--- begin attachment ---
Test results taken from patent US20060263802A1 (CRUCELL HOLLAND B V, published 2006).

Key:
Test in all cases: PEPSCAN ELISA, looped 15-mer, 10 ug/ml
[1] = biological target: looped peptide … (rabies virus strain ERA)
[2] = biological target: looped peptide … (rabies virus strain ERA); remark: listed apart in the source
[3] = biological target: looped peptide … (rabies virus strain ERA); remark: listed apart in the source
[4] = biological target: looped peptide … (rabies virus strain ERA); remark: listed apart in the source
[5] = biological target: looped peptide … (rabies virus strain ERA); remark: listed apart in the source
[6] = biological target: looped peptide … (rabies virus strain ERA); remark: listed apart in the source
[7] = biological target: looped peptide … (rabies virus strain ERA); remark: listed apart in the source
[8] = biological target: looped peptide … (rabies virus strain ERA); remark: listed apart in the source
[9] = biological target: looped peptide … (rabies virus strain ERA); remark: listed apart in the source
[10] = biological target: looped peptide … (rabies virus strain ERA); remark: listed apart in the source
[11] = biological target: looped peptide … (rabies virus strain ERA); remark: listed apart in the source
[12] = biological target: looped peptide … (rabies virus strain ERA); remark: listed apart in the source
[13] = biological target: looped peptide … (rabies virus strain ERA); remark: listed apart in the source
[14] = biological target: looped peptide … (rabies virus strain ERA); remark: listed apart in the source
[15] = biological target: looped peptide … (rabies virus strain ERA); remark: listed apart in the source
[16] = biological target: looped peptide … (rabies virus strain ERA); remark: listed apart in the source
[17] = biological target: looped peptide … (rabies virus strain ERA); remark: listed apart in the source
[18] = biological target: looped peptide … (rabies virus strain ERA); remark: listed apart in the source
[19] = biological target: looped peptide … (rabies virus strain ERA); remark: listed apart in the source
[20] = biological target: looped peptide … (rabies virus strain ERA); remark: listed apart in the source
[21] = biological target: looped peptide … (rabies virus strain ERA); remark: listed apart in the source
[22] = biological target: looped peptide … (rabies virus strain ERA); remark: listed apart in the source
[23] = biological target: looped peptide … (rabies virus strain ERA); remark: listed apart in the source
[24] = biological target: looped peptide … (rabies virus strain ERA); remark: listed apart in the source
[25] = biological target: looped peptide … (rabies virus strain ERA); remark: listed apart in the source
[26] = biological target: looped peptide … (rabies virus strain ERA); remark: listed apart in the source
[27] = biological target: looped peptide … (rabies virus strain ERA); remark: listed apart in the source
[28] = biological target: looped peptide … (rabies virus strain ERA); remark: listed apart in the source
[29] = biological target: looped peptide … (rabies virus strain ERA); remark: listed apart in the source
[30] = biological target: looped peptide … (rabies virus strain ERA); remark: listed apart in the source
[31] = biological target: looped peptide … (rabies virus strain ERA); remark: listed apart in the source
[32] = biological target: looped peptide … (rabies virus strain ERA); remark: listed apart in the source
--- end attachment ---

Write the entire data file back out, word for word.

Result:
Test results taken from patent US20060263802A1 (CRUCELL HOLLAND B V, published 2006).

Key:
Test in all cases: PEPSCAN ELISA, looped 15-mer, 10 ug/ml
[1] = biological target: looped peptide … (rabies virus strain ERA)
[2] = biological target: looped peptide … (rabies virus strain ERA); remark: listed apart in the source
[3] = biological target: looped peptide … (rabies virus strain ERA); remark: listed apart in the source
[4] = biological target: looped peptide … (rabies virus strain ERA); remark: listed apart in the source
[5] = biological target: looped peptide … (rabies virus strain ERA); remark: listed apart in the source
[6] = biological target: looped peptide … (rabies virus strain ERA); remark: listed apart in the source
[7] = biological target: looped peptide … (rabies virus strain ERA); remark: listed apart in the source
[8] = biological target: looped peptide … (rabies virus strain ERA); remark: listed apart in the source
[9] = biological target: looped peptide … (rabies virus strain ERA); remark: listed apart in the source
[10] = biological target: looped peptide … (rabies virus strain ERA); remark: listed apart in the source
[11] = biological target: looped peptide … (rabies virus strain ERA); remark: listed apart in the source
[12] = biological target: looped peptide … (rabies virus strain ERA); remark: listed apart in the source
[13] = biological target: looped peptide … (rabies virus strain ERA); remark: listed apart in the source
[14] = biological target: looped peptide … (rabies virus strain ERA); remark: listed apart in the source
[15] = biological target: looped peptide … (rabies virus strain ERA); remark: listed apart in the source
[16] = biological target: looped peptide … (rabies virus strain ERA); remark: listed apart in the source
[17] = biological target: looped peptide … (rabies virus strain ERA); remark: listed apart in the source
[18] = biological target: looped peptide … (rabies virus strain ERA); remark: listed apart in the source
[19] = biological target: looped peptide … (rabies virus strain ERA); remark: listed apart in the source
[20] = biological target: looped peptide … (rabies virus strain ERA); remark: listed apart in the source
[21] = biological target: looped peptide … (rabies virus strain ERA); remark: listed apart in the source
[22] = biological target: looped peptide … (rabies virus strain ERA); remark: listed apart in the source
[23] = biological target: looped peptide … (rabies virus strain ERA); remark: listed apart in the source
[24] = biological target: looped peptide … (rabies virus strain ERA); remark: listed apart in the source
[25] = biological target: looped peptide … (rabies virus strain ERA); remark: listed apart in the source
[26] = biological target: looped peptide … (rabies virus strain ERA); remark: listed apart in the source
[27] = biological target: looped peptide … (rabies virus strain ERA); remark: listed apart in the source
[28] = biological target: looped peptide … (rabies virus strain ERA); remark: listed apart in the source
[29] = biological target: looped peptide … (rabies virus strain ERA); remark: listed apart in the source
[30] = biological target: looped peptide … (rabies virus strain ERA); remark: listed apart in the source
[31] = biological target: looped peptide … (rabies virus strain ERA); remark: listed apart in the source
[32] = biological target: looped peptide … (rabies virus strain ERA); remark: listed apart in the source